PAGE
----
Why don’t the citizens want the ski resort to be built on Jumbo Mountain
There are numerous reasons why the citizens don’t want this ski resort to be opened.
Native Canadians consider it spiritual
The native Canadians have been in this part of Canada for over four hundred generations. The mining, logging and fossil fuel refinement that has scarred most of the wild lands in British Columbia has taken place in the last seven generations! This is one of the few places left in Canada that is still virgin and pure.
Another Ski Resort will not help the local economy
Since the 90’s, skiing isn’t where the money’s at in resort towns. The truth is, the real value is tied to the real estate. Also, there are already nineteen ski resorts within a 5 hour drive. Economic models show a twentieth ski resort in the area will not promote long term job growth.
Locals are about preservation
The local citizens understand and are aware of the natural beauty and resources that make up their surroundings. This means they realize and appreciate how lucky they are to have a piece of pure untouched wilderness. Many have been raised with the thought of protecting this place and leaving it how they found it for the generations to come. These principals are seen in their daily lives as they hunt only what they need and replenish every chance they get.
Grizzly Bear Habitat
The grizzly bear is the canary in the coal mine. This area is home to one of the largest habitats and populations left on the planet. When the grizzly bear is healthy, the habitat is healthy. Roads and human structures naturally splinter their habitats. If this project continues to move forward, it could break up the natural balance in this ecosystem which will have devastating effects that could be irreversible.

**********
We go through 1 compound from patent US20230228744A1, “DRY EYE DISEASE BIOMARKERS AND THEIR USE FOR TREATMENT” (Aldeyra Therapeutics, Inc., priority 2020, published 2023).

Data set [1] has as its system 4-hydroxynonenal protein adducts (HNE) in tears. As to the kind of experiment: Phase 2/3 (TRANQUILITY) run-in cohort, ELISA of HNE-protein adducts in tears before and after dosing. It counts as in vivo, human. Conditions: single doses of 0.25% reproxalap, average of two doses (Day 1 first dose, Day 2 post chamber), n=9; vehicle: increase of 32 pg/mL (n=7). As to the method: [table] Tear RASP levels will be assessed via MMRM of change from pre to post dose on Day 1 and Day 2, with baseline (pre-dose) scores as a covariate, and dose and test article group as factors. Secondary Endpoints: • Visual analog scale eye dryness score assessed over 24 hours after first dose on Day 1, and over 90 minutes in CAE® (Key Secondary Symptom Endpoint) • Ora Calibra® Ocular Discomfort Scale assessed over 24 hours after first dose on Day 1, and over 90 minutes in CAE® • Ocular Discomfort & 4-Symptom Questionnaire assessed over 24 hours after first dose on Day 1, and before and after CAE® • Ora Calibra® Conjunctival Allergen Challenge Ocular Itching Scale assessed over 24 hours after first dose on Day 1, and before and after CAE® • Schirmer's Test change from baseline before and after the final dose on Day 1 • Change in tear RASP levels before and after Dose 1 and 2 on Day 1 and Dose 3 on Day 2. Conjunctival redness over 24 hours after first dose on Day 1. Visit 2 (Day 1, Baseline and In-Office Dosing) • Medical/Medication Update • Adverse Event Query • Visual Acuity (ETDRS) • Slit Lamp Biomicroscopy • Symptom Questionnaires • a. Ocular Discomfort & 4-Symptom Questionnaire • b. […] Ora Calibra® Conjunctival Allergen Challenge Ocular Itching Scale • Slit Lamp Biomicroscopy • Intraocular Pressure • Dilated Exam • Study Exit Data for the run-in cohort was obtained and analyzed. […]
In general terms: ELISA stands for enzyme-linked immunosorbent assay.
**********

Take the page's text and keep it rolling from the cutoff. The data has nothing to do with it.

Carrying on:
We can’t be Lorax and mow down the last tree
Walking away from the film the thing that shocks me the most is that the builders of this new resort are unwilling to work with or take into account the local citizen’s opinions. Some of the quotes by Senior Vice President and Oberti’s partner in the project were mind blowing. It’s evident he sees this more as a challenge to defeat these people instead of trying to co-exist with them. Some words at the end of the film really put things into perspective. That statement was, “We can’t be the Lorax and mow down the last tree. We need to think about those that are still to come…” It really gave you something to think about.
The film was over, but Shannon Eckmeyer from the League to Save Lake Tahoe stepped up next. She said even though the film was based in Canada there are many takeaways we can relate to our area. First, Squaw Valley is proposing to nearly double their size and infrastructure. Second, plans are to add 800 more units in the Martis West region. Both of the locations that they want to build are pristine forest that does not even have a single road. The issue with both of these projects is that the number one polluter into the lake is road sediment. Increased development equals increased population, which in turn means increased pollution. That’s why the focus really needs to be on improving public transportation and reducing or even stopping the expansion. This will be critical to slowing down pollution of the lake. In the end, it is up to us as stewards of the planet to really make sustainable changes necessary to preserve our natural resources.